Thursday, October 27, 2011

Katire and Narnia

It was a real joy for us to be back in Katire, and the people seemed to be happy, too. John, the catechist, has done a great job at organizing and forming the community. Things are always well prepared for Mass. He also serves as translator when necessary, as in the video above in which he translates my words into the distinctive version of Arabic spoken among the different tribes of South Sudan.

Watching the documentary on the life of local hero, Fr. Saturnino Ohure.
In addition to being able to borrow our old car, we were also able to borrow the television we formerly had to show videos outdoors in settings like Katire. After Mass we showed the new short videos on Fr. Saturnino Ohure and Torit catechist, Gabriel, produced by our Polish film crew friends for Catholic Radio and Television with support of Aid to the Church in Need. The second short film had some scenes of Gabriel teaching in Katire, something that really delighted the congregation. These were followed by a longer 3D animated film on the Ten Commandments. Alice, one of our youth who accompanied us, translated that video into Arabic as people watched.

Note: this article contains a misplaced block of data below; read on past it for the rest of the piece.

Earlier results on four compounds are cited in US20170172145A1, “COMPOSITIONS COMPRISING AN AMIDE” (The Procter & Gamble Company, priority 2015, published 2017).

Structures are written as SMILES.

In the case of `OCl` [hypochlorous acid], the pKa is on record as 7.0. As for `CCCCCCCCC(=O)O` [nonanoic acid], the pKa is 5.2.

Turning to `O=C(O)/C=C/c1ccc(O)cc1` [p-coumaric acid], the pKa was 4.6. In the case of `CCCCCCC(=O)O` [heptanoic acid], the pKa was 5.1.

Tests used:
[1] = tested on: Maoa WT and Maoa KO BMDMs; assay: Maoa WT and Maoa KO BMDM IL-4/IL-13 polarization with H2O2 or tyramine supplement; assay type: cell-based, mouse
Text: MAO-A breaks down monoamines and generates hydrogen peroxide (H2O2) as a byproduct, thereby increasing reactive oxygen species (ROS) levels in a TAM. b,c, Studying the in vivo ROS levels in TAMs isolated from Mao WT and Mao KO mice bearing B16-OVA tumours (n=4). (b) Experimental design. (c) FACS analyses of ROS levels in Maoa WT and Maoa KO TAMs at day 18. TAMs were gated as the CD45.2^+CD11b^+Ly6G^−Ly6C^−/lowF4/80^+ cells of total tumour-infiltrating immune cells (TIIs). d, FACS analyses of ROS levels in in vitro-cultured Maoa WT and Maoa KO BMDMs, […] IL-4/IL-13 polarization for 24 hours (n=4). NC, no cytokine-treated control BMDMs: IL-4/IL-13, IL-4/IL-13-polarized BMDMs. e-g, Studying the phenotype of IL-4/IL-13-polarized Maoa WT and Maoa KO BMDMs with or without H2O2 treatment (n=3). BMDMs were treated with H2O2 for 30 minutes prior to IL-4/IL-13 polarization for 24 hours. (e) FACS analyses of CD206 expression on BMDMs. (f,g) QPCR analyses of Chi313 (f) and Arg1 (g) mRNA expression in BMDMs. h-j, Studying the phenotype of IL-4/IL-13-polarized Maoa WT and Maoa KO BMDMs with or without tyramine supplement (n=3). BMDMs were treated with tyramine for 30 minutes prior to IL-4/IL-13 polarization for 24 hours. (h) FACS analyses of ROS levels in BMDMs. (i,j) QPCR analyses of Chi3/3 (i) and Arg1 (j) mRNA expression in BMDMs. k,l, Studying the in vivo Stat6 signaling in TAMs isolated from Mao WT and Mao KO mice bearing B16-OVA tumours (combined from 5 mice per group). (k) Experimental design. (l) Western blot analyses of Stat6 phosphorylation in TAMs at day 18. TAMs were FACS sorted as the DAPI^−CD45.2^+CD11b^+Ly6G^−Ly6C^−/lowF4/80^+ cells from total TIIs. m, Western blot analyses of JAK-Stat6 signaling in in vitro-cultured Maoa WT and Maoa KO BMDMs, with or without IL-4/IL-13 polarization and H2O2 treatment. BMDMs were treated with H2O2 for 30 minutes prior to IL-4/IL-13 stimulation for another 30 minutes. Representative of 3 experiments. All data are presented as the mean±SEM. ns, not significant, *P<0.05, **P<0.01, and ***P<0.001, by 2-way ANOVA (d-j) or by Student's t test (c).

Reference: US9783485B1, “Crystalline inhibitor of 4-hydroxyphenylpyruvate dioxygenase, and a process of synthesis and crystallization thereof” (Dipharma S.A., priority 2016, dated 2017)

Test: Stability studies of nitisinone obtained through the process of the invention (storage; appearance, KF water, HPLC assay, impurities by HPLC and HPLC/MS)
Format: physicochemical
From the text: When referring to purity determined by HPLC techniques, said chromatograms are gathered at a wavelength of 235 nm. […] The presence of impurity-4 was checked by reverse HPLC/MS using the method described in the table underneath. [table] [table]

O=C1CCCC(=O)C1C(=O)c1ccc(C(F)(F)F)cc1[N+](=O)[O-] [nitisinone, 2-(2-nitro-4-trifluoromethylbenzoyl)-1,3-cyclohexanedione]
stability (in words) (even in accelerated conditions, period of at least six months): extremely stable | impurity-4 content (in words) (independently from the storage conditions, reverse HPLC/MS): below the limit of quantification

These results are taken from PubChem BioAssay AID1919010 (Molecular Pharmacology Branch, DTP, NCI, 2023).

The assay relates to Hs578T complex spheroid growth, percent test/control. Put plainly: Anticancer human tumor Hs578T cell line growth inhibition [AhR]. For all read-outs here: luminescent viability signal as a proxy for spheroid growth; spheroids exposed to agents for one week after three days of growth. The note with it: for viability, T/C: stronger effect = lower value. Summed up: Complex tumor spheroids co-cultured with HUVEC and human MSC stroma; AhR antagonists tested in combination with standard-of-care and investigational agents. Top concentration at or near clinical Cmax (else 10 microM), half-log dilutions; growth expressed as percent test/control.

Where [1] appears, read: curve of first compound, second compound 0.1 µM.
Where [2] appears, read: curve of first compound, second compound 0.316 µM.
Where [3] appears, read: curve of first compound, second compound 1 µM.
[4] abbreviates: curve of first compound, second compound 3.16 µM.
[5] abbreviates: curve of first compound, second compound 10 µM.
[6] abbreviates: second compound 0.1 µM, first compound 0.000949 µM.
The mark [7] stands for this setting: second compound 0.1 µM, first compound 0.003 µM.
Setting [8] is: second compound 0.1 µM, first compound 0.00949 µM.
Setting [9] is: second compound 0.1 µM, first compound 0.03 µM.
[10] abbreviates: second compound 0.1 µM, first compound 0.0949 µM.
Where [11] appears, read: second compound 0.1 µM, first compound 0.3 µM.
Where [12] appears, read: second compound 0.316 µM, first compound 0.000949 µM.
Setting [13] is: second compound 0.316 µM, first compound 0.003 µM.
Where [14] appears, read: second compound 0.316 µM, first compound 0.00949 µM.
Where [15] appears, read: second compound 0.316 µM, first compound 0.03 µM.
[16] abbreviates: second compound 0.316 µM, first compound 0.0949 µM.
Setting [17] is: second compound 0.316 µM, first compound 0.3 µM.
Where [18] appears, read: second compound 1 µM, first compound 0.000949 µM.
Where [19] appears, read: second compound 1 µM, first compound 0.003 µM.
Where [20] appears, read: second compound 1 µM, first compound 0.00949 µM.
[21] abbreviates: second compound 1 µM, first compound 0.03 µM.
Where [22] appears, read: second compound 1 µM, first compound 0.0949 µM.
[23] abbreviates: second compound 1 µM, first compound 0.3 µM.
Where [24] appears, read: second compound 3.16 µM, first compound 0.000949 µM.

This little girl wasn't too interested in the video,
but she was still pretty cute.
I have to admit that I was pretty delighted, too, to be able to show these inspirational films both in Katire, and later that day at Mercy House in Torit. There we showed the third film in The Chronicles of Naria series, The Voyage of the Dawn Treader to a packed house. I remember the sense of wonder that I had as a child reading those books by C. S. Lewis, and it's renewed in me when I see the wonder on the faces of these children as they watch stories from the Bible, or the lives of the saints, or other works of Christian literature come to life before their eyes. Our  hope is that it will open their hearts in wonder to the greatest and most beautiful Mystery: God Himself.

Children captivated by the Chronicles of Narnia at Mercy House.

1 comment:

  1. Awesome update. I just can't imagine what it must have been like to experience a CS Lewis movie through the eyes of a South Sudanese youth. Really incredible.